One of the important things to be taken care of when you shift jobs is the transfer of your accumulated Provident Fund (PF) amount. It is seen that in most cases, inordinate delays take place while transferring the amount, and sometimes it just does not happen. Here are a few tips which can be followed while transferring your PF when you change your job:
Track the status on the Employee Provident Fund Organization (EPFO) website: You can visit the EPFO website and track the status of your request by selecting the state of the PF office, the regional PF office where the account is maintained, the establishment code and the account number. The extension code field is normally left blank.
E-Passbook to be generated for old and new accounts: The new initiative of the EPFO enabling generation of E-Passbook will help in giving you the exact status of the PF transfer. There may be a delay in you getting your passbook, but this will be intimated to you via SMS when it is ready for download. Remember that you will not be able to download the passbook for more than one account with the same organization.
Find out where the transfer is stuck: In a PF transfer, normally the new employer, the sending PF office and the receiving PF office are involved. In some cases the sending and receiving offices will be the same. When you wished to effect the transfer, you would have submitted Form 13 to your new employer. Ask for an acknowledgement of this form submission to the receiving PF office from your new employer. You can use this to follow up with the receiving PF office. You can also consider meeting the PF officials in person, although this may not always be possible. Sometimes, your PF may have been with the old company's PF Trust. In this case, you should follow up with your old employer for the same.
Document your grievance: The EPFO has an online tool for raising grievances called the Grievance Management System. If you are unsure about the status of your PF transfer, you must raise separate grievances with both the sending PF office as well as the receiving PF office. You will be provided with a grievance number, which you must carefully preserve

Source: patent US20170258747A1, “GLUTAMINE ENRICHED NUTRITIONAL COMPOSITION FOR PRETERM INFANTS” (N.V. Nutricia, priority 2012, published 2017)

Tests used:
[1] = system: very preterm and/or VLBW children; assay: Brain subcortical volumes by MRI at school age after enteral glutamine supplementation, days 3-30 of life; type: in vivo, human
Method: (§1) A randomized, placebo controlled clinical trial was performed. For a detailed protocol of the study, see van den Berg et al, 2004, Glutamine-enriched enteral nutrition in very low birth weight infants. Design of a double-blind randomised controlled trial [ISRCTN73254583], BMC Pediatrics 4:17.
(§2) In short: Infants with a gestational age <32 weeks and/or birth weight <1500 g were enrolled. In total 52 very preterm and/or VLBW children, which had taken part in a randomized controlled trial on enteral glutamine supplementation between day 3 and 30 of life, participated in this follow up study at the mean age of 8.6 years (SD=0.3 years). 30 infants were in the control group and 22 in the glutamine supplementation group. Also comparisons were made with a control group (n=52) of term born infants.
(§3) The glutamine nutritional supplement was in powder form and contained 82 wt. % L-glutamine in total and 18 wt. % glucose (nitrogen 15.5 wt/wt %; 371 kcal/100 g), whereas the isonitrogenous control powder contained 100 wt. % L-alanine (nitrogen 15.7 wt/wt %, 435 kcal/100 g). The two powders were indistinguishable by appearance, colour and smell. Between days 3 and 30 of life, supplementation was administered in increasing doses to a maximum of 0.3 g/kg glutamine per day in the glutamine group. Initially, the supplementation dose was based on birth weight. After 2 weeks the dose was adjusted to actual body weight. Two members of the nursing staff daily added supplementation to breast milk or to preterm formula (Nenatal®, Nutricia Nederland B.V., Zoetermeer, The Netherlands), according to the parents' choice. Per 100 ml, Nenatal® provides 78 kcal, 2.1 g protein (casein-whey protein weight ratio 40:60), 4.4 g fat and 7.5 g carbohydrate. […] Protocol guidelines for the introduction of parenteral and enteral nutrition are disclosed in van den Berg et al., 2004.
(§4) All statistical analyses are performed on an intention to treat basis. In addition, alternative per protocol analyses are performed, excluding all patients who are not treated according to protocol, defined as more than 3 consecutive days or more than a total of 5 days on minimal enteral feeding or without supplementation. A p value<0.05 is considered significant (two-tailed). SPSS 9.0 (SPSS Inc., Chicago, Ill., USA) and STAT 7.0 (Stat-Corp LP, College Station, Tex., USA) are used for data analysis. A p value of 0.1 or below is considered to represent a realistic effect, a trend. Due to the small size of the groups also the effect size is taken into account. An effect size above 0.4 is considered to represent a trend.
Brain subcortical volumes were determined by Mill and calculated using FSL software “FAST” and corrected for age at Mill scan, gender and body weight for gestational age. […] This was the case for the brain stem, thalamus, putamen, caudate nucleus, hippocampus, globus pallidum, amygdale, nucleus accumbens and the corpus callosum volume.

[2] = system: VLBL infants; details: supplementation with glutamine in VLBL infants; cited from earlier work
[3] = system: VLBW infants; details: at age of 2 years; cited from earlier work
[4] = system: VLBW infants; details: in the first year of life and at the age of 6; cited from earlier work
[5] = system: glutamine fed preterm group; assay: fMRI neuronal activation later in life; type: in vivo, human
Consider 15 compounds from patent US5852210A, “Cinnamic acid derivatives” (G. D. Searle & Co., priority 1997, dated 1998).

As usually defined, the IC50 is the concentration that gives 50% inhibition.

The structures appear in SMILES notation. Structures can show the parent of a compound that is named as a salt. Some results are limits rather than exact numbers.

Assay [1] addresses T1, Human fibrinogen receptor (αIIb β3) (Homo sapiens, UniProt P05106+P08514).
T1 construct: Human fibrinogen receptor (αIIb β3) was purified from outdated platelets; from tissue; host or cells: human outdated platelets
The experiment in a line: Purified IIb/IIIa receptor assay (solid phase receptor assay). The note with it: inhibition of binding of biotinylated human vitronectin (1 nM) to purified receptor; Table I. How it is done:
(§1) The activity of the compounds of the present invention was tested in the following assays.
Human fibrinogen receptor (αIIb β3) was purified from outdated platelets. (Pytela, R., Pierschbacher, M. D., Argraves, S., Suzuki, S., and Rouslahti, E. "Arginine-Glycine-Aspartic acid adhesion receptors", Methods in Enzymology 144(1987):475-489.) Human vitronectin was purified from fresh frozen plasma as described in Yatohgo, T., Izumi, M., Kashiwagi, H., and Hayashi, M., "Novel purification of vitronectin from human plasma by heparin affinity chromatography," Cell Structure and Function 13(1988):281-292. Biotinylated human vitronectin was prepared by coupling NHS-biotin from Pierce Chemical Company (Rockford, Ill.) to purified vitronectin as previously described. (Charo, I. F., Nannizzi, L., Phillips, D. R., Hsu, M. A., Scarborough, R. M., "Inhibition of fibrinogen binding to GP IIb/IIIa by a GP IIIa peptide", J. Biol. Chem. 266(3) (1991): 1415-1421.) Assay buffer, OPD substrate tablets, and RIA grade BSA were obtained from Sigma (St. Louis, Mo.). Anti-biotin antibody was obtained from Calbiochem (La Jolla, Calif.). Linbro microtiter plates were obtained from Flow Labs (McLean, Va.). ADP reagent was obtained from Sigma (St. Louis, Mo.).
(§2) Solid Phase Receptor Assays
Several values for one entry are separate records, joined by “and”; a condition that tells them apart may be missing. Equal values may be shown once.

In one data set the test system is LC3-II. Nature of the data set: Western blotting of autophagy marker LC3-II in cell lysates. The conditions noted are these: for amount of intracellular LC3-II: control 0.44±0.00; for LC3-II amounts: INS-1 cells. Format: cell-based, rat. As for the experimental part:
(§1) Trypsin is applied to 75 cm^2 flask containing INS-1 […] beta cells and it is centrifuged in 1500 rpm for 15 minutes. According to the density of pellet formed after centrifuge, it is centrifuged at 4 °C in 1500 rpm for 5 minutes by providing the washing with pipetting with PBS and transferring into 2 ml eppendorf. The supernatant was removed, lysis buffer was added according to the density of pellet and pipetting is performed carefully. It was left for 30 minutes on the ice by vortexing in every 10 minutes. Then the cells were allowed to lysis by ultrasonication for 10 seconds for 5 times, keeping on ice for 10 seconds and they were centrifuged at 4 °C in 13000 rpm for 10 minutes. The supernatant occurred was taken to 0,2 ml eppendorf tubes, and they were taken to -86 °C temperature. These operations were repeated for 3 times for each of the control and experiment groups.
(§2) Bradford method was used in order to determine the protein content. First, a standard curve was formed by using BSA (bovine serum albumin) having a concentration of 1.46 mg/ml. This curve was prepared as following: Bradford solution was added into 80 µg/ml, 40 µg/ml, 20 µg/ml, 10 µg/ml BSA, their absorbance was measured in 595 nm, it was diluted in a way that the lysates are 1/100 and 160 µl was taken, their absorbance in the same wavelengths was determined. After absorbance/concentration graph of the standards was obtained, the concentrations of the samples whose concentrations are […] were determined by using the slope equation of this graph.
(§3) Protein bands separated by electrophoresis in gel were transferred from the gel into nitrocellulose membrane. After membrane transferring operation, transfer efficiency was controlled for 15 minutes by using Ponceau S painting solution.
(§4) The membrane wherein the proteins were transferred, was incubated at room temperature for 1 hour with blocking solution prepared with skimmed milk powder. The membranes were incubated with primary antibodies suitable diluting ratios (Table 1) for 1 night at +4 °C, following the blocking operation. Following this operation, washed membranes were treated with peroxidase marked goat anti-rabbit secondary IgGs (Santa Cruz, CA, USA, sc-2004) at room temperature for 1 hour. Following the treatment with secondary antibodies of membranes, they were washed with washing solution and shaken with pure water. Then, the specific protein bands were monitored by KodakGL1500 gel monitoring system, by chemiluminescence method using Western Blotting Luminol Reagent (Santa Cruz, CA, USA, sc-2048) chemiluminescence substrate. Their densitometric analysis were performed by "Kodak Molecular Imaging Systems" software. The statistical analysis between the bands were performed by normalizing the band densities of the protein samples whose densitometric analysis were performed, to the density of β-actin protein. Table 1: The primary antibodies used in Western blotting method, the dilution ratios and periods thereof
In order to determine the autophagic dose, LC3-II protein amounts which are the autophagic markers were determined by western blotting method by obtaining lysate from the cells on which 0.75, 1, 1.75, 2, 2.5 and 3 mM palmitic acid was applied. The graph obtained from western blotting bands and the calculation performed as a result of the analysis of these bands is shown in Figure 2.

Although there has not been a good track record for this online process, it is recommended that this is done as the first step. If you do not get a response to this, you can send a physical letter to the concerned PF office with details of your grievance and reference to the online grievance reference number through speed post. Do remember to inform both the new employer as well as the old employer of this process.
Use of Right to Information (RTI) Act: As the next step, you can use RTI and send an application to the Public Information Office under the concerned PF office. The application must be accompanied by a postal order for Rs. 10 favouring the respective Accounts office. As there is no fixed format for the application, you can briefly explain the background of your case as well as give references to all your previous complaints. Attach copies of such earlier correspondence, wherever possible. If there is an absence of response under this within 30 days of filing the application, you can opt for an appeal process under the RTI.
There are many employees who prefer to withdraw their PF balance when they shift jobs rather than transfer the amount. This is not recommended, as you will be losing out on the compounding benefit of the balance which has already been accumulated. However, if you choose to withdraw the amount, and find issues in this as well, you may follow the same steps as above - check with the old employer, raise a grievance online with the concerned PF office, document the grievance and then use RTI if needed.
The EPFO is taking positive steps by computerizing processes in phases and deploying facilities like E-Passbook and the Grievance Management system. However, remember that these facilities are of no use unless you personally take interest in tracking your money and getting it back. As it is your hard earned money, you must take every effort to protect and safeguard it.